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Willingness to Pay for Managerial Training: A Case from the Knitwear Industry in Northern Vietnam

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Author Info

  • Aya Suzuki

    (The University of Tokyo)

  • Vu Huang Nam

    (Foreign University, Vietnam)

  • Tetsushi Sonobe

    (National Graduate Institute for Policy Studies)

Abstract

Managerial capital has received attention in recent years as one of the major determinants for enterprise productivity, growth, and longevity. While recent empirical studies make it clear that training intervention can improve the management level, it remains unclear why the managers had not made efforts to obtain these basic knowledge. To test the hypothesis that the reason lies in low valuation for obtaining knowledge, we conduct experimental training programs for the managers of SMEs in a knitwear cluster in rural town in Vietnam. We find that the demand for these trainings was indeed low prior to trainings, but increased greatly with own learning experience, and that those with a higher prior demand tended to benefit more from the training. We also examine the spill-over effects from their peers and find their heterogeneous impacts across the types of trainings conducted.

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Bibliographic Info

Paper provided by National Graduate Institute for Policy Studies in its series GRIPS Discussion Papers with number 13-08.

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Length: 37 pages
Date of creation: May 2013
Date of revision:
Handle: RePEc:ngi:dpaper:13-08

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References

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  1. Dean Karlan & Martin Valdivia, 2007. "Teaching Entrepreneurship: Impact of Business Training on Microfinance Clients and Institutions," Working Papers 107, Center for Global Development.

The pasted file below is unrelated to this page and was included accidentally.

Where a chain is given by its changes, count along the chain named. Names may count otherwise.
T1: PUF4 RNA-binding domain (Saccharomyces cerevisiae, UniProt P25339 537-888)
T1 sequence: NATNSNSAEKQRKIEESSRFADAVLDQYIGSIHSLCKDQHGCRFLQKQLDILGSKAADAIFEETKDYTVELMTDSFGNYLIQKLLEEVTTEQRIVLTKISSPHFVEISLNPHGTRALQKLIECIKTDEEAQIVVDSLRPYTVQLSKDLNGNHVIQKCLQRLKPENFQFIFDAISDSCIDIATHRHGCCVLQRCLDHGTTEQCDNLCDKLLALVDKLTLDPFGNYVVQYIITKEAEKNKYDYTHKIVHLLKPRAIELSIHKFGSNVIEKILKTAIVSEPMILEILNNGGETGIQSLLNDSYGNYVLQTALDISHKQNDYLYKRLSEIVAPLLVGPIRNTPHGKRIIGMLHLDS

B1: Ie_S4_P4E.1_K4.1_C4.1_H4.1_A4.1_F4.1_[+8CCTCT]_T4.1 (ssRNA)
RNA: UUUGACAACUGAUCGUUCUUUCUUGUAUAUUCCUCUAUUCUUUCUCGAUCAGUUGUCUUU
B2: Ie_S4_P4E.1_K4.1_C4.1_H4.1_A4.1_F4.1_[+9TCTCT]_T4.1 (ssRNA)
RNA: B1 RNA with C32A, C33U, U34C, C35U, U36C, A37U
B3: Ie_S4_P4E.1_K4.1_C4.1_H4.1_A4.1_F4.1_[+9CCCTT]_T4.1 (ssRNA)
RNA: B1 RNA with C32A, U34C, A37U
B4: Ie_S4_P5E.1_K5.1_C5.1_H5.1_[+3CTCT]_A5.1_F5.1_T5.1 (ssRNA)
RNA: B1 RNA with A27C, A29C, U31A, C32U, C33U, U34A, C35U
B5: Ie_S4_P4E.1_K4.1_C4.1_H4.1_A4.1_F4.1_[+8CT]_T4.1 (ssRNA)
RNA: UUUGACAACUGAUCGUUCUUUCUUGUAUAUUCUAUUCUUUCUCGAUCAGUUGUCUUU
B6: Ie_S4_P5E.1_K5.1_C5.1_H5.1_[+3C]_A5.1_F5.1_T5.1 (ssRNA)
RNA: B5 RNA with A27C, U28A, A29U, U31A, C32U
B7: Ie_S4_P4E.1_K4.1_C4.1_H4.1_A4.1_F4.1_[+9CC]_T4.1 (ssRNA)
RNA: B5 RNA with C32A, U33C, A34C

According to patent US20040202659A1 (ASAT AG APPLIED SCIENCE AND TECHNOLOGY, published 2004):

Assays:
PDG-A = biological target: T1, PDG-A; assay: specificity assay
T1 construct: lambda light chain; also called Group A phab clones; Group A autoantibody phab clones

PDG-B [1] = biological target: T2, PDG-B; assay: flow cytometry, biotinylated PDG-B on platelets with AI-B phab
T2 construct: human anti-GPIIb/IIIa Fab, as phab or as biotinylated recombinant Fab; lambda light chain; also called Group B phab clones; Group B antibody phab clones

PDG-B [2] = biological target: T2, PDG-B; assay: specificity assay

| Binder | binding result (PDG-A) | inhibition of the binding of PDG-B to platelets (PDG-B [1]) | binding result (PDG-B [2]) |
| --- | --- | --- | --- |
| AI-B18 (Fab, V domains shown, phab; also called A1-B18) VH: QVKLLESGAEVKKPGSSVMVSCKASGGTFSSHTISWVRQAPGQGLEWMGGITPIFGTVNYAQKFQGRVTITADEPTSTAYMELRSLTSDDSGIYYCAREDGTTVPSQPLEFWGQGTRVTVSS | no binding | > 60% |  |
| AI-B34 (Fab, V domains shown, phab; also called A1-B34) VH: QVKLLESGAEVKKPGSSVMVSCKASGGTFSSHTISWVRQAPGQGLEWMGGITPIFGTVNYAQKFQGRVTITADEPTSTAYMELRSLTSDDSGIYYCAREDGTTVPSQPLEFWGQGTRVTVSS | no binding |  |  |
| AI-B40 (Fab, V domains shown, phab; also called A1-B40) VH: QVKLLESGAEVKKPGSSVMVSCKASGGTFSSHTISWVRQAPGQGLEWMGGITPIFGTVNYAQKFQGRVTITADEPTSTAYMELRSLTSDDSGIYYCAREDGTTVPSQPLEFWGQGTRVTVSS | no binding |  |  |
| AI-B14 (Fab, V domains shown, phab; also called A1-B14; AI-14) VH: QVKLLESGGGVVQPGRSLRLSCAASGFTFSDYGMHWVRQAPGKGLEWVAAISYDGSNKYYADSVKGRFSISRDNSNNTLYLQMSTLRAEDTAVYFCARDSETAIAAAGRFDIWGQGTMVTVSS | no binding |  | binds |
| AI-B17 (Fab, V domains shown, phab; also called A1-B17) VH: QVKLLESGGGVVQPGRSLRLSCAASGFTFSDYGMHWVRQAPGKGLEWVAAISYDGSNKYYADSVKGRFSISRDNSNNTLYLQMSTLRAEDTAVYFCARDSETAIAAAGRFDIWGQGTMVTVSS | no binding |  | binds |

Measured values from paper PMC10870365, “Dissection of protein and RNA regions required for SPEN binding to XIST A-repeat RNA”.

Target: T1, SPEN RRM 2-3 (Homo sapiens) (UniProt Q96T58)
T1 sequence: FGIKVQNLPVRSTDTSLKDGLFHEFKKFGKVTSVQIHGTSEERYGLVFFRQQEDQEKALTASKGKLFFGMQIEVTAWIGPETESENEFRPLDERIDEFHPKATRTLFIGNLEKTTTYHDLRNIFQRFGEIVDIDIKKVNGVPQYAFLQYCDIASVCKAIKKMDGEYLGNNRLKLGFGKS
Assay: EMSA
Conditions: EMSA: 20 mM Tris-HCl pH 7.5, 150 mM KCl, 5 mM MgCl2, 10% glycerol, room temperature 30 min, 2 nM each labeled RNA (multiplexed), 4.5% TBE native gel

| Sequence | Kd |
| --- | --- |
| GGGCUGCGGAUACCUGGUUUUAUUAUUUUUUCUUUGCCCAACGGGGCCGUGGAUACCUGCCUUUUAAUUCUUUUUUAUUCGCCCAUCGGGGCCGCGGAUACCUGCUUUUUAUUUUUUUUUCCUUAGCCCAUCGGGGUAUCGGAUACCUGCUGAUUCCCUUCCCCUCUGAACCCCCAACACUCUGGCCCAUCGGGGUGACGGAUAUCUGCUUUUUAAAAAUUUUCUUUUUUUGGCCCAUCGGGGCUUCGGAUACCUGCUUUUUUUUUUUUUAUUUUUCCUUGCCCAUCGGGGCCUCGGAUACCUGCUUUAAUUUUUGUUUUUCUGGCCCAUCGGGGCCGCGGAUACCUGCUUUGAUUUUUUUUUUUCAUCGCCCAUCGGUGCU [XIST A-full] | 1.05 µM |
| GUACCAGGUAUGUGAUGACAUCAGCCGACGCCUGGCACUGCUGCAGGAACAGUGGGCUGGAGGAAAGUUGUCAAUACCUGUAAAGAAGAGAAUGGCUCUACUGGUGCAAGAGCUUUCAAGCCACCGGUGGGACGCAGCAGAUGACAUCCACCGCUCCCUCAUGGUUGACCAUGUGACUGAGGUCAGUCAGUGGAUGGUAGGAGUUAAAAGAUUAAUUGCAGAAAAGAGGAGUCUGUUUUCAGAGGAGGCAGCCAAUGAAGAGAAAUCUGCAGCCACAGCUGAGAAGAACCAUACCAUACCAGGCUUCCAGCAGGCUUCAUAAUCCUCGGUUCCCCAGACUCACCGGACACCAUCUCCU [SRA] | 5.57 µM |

2. Yukichi Mano & Alhassan Iddrisu & Yutaka Yoshino & Tetsushi Sonobe, 2011. "How Can Micro and Small Enterprises in Sub-Saharan Africa Become More Productive? The Impacts of Experimental Basic Managerial Training," GRIPS Discussion Papers 11-06, National Graduate Institute for Policy Studies.
  3. Oriana Bandiera & Imran Rasul, 2002. "Social networks and technology adoption in Northern Mozambique," LSE Research Online Documents on Economics 3539, London School of Economics and Political Science, LSE Library.
  4. Bloom, Nicholas & Eifert, Benn & Mahajan, Aprajit & McKenzie, David & Roberts, John, 2010. "Does Management Matter?: Evidence from India," Research Papers 2074, Stanford University, Graduate School of Business.
  5. Sergio Firpo, 2004. "Efficient Semiparametric Estimation of Quantile Treatment Effects," Econometric Society 2004 North American Summer Meetings 605, Econometric Society.
  6. Markus Frolich & Blaise Melly, 2010. "Estimation of quantile treatment effects with Stata," Stata Journal, StataCorp LP, vol. 10(3), pages 423-457, September.
  7. Edward Miguel & Michael Kremer, 2004. "Worms: Identifying Impacts on Education and Health in the Presence of Treatment Externalities," Econometrica, Econometric Society, vol. 72(1), pages 159-217, 01.
  8. Ira Matuschke & Matin Qaim, 2009. "The impact of social networks on hybrid seed adoption in India," Agricultural Economics, International Association of Agricultural Economists, vol. 40(5), pages 493-505, 09.
  9. Vu Hoang Nam & Tetsushi Sonobe & Keijiro Otsuka, 2010. "An Inquiry into the Development Process of Village Industries: The Case of a Knitwear Cluster in Northern Vietnam," Journal of Development Studies, Taylor & Francis Journals, vol. 46(2), pages 312-330.
  10. Alberto Abadie & Joshua Angrist & Guido Imbens, 2002. "Instrumental Variables Estimates of the Effect of Subsidized Training on the Quantiles of Trainee Earnings," Econometrica, Econometric Society, vol. 70(1), pages 91-117, January.
  11. Karen Blumenschein & GlennC. Blomquist & Magnus Johannesson & Nancy Horn & Patricia Freeman, 2008. "Eliciting Willingness to Pay Without Bias: Evidence from a Field Experiment," Economic Journal, Royal Economic Society, vol. 118(525), pages 114-137, 01.
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Cited by:
  1. Tetsushi Sonobe & Yuki Higuchi & Keijiro Otsuka, 2012. "Productivity Growth and Job Creation in the Development Process of Industrial Clusters," GRIPS Discussion Papers 11-22, National Graduate Institute for Policy Studies.

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